Honest Sources, Down to the Last Grain: Ancient Salt That Never Lost Its Savor
Where can a devotion to finding pure, honest food sources take you? For One Degree, it took us 5000 feet underground and far back in time.
That’s the source of the purest salt we’ve ever found -- or ever tasted. Within a labyrinth of alabaster tunnels deep within the earth, the Real Salt company of Redmond, Utah mines salt that has lain pristinely in nature’s own geological salt shaker for centuries. It is salt Native Americans knew about hundreds of years ago, and that health-aware Americans are now rediscovering.
The vast deposit is the surviving remnant of an ancient sea. As the earth heated, cooled and convulsed, volcanic ash sealed this site, protecting it from the type of chemicals and contamination that are sometimes present in other brands marketed as sea salt.
What this ancient salt has -- all of the trace minerals nature intended -- is just as important as what it doesn’t have -- the runoff, the radiation, the pollution and man-made compounds. The balance of natural sodium with elements such as calcium, potassium, magnesium and phosphorus is in sync with the body’s own chemistry, eliminating some of the problems sometimes associated with heavy salt intake.
We like to emphasize that at One Degree, every ingredient has a story. And when we say that, we usually mean grains. Our veganic millet, kamut, red wheat and lentils love the spotlight, and deserve it. But our grains of salt have a great story to tell, too.
The tale of these salty grains of truth begins in the 19th century, when the Bosshardt family, immigrants from the Swiss-German border region, settled in Utah and ultimately began farming. Amid a drought in the late 1950s, the Bosshardts turned to the salt deposit under their land, clearing corn to make way for a new, solid foundation for the family’s financial security.
The salt deposit was no secret. Neighboring farmers knew about salt in the area, and Native Americans had discovered it long ago. Archeological digs have found evidence some tribes carried salt from this deposit with them as far as Colorado.
The Bosshardts were the first to make the salt deposit a way of life. To this day, nearly two dozen members of the family work in the company. And they treat the business as much more than a profit-making enterprise. “Stewardship” is a word heard often. According to Darryl Bosshardt, grandson of one of the company founders, RealSalt’s belief has always been: “These minerals that were there under the farm can be used to bless lives.”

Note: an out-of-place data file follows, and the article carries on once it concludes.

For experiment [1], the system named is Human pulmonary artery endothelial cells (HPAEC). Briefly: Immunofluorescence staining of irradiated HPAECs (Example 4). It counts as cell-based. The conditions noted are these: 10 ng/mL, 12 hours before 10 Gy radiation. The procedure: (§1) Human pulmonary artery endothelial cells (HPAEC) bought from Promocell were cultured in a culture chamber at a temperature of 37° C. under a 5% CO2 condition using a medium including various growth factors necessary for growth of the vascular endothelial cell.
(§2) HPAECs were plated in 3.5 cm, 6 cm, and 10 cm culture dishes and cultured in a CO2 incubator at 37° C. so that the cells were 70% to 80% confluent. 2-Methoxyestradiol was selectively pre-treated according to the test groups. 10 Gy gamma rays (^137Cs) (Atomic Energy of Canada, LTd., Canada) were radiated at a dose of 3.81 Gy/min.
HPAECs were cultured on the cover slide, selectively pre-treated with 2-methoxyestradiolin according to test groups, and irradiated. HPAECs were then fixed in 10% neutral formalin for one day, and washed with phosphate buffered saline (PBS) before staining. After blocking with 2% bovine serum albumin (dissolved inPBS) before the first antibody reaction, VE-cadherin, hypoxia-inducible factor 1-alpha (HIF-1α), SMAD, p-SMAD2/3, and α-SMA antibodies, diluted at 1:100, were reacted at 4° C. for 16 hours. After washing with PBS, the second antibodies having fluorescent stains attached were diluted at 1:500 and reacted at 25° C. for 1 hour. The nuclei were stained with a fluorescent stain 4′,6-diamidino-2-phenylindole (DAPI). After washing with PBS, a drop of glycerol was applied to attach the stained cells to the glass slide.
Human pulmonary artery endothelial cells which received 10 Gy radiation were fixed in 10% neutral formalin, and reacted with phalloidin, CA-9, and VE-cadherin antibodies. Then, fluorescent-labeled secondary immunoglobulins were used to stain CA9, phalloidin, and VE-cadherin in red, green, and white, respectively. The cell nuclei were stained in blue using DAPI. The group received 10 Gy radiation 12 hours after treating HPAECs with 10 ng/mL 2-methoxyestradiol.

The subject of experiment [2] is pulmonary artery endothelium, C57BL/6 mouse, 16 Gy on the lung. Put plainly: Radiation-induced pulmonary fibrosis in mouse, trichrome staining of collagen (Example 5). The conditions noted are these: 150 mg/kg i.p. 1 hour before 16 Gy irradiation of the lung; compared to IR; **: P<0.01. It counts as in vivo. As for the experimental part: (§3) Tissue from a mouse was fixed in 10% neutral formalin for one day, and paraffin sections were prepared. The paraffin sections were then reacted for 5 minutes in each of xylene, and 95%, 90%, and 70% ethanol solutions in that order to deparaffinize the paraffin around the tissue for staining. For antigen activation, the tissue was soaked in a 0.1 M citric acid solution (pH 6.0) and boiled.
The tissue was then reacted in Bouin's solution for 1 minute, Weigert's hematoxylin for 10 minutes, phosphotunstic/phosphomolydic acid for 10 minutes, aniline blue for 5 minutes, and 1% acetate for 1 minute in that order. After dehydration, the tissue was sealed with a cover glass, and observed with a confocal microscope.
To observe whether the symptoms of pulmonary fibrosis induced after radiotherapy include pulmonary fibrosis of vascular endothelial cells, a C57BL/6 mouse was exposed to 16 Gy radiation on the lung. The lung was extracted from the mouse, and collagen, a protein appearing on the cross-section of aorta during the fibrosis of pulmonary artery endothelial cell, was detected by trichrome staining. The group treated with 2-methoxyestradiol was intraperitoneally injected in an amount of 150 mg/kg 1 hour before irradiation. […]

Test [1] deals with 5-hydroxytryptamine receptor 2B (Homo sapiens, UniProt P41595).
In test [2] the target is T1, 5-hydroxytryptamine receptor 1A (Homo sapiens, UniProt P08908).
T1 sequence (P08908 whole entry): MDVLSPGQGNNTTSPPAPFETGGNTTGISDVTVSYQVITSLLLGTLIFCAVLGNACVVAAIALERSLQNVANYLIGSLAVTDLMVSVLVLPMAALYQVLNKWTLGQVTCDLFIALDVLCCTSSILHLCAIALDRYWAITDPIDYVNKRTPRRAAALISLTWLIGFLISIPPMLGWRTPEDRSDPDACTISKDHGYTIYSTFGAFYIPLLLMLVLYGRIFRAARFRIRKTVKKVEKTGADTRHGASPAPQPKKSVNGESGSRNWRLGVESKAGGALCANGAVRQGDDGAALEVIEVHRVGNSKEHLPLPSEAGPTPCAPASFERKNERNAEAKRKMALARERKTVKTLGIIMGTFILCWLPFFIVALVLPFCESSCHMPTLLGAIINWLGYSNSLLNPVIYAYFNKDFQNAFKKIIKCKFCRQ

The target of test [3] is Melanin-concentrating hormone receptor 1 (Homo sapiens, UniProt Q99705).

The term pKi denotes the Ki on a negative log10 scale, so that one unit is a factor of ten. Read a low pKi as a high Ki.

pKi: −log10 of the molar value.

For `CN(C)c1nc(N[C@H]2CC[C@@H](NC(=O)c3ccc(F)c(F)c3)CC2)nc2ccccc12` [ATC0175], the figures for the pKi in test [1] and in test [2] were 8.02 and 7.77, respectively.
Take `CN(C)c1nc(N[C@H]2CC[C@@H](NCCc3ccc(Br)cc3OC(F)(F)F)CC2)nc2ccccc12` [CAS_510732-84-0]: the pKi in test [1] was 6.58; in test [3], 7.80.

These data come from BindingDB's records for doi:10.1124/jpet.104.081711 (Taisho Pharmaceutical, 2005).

The good fortune of the company has blessed many lives among employees and in the community; and, increasingly, it is providing the blessings of vitality to health-conscious consumers.
RealSalt is loved by purists, but a much wider audience has begun to appreciate the difference between this ancient seasoning and the alternatives. In many commercial salts, most trace minerals have been extracted. Salt companies learned long ago that they could make a profit by selling the various chemical elements separately. That adds to the company’s financial health, but hurts the individual’s health by depriving the body of key components of natural salt.
The body requires some of these minerals to digest sodium properly, explains Bosshardt. By way of analogy, it’s like the difference between eating a carrot or taking a vitamin A tablet. Nature’s version -- the carrot -- is undoubtedly better for your health. Plus, “You really have a tough time overdosing on carrots,” he jokes.
Most salt alternatives also use heat processing and add so-called “anti-caking agents” to reduce moisture and prevent clumping. Some of these anti-caking compounds are similar to ingredients used in anti-perspirant.
“Because our salt is from an ancient sea bed and Mother Nature pressed the moisture out long ago, our salt is naturally about .6 percent moisture,” he notes. That’s as dry as it needs to be for your kitchen.
“It is straight from the earth. We don’t heat it. We don’t process it. We crush it up and put it in the shaker.”
It is “salt the way salt was meant to be savored,” he adds. And “savor” is a very good word to use to describe Real Salt. Many people are surprised at the taste, and how it magnifies the intensity of every flavor in the pot and on the plate. The naturally occurring minerals, so important to preserving the nutritional benefits, also give Real Salt a sweeter, less bitter taste.
In our view, Real Salt is a sweeter experience in every way. It works in harmony with your body’s chemistry, keeps contaminants out of your food, promotes improved health, and adds a pinch of wonderfully natural flavor to any meal. We’re proud to have nature’s purest salt in our package -- and the great folks at Real Salt on our team.
— Charlie Dodge